On the grille
I had a several problems with the assembly of the grille. One of the problems is the car arrived with the grille missing so I was trying to put the grille in the car without having seen how it was originally. Another problem is the owner is cloning this ’69 El Camino back to a ’68. The cars are very nearly the same, except for the grille, so I had some trouble with parts that looked the same but were just different enough so that they wouldn’t interchange. But the biggest problem is the grille is composed of at least 20 different pieces. I pity the guys that had to build this thing on a moving assembly line back in 1968.
Anyway, after realizing I was in over my head I called Collin Hinshaw at Ausley’s Chevelle Parts. What Collin doesn’t know about Chevelles, and by extension, second and third generation El Camino’s, really isn’t worth knowing. He stopped by the shop this afternoon, looked at the parts I had, and made a list of the pieces that were missing or incorrect. Later in the evening, he stopped by the shop and showed me how to put all the parts together into one assembled grille.
Unfortunately Ausley’s didn’t have a couple of critical pieces, so we weren’t able to finish the assembly of the grille tonight, but Collin’s knowledge got me over the hump so as soon as the two missing parts arrive I can put the grille together.
The first photo shows a couple of the corner pieces of the grille in place. This is about as far as I got before I started running into problems.
In the second picture Collin (left) is in the shop helping us test fit the pieces in place. Not everything went together quite as well as I hoped. This car has a mixture of OEM (Original Equipment Manufactured) NOS (New Old Stock … basically left over original replacement parts) and reproduction parts. When these classics are rebuilt using reproduction parts they don’t always go together quite as well as one would like.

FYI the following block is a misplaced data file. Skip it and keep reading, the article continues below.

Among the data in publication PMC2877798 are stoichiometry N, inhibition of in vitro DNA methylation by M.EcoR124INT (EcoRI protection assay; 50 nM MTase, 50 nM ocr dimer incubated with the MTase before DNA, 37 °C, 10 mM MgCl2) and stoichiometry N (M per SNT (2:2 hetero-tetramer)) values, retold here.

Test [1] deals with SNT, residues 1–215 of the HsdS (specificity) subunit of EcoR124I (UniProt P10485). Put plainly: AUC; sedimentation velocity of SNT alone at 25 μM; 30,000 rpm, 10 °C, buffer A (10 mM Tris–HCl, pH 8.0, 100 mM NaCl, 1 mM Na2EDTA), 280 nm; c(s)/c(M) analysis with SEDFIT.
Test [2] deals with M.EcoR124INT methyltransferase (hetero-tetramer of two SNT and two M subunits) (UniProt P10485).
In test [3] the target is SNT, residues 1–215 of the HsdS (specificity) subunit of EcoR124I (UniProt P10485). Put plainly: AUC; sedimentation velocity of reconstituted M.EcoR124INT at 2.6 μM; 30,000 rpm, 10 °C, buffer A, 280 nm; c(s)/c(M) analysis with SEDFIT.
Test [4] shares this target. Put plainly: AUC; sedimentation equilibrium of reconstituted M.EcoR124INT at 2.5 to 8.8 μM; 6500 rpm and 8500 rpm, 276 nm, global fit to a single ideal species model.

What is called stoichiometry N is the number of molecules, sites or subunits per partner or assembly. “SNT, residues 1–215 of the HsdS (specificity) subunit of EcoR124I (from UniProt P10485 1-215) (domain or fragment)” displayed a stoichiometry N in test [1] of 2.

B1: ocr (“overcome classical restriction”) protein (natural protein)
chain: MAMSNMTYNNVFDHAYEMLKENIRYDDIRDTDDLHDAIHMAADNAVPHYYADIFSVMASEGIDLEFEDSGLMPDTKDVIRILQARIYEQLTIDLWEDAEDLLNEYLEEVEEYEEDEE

The third photo shows Collin (right) and Chris working to see if the corner molding is going to fit properly. They didn’t and new holes had to be drilled for them. This is where Collin was a tremendous help because he could say, “Make this work here like this.” and I could then make it work. Without his expertise I would wondering if something was assembled incorrectly, or if I had the wrong part … or it just didn’t fit properly and needed a little persuasion.
In the fourth picture you can see Chris doing a little persuading on a part. Look out the windows behind him. See how dark it is outside? That’s right … we are so cool we wear sunglasses at night.
In the fifth picture I am cutting a template to mark where some holes need to be drilled in the valance. I’m not sure why the valance doesn’t ship with the required holes already drilled, but it doesn’t. You can see me drilling the holes in the valance in the sixth picture while Chris (left) and Collin (right) hold everything in place.
Finally, in the seventh picture, we are putting the grille into the car … and it still didn’t fit. It was close, but the brackets Chris worked on earlier need some more work, but in a different place this time. You can see me working on the bracket with a die-grinder in the eighth picture.
While we didn’t get the grille installed tonight, everything has been test fit and aligned. Once the missing brackets arrive we will be able to finish getting the grille into the car and check that off the to-do list.
And that is a good thing. I don’t have enough hair to keep tearing it out like that.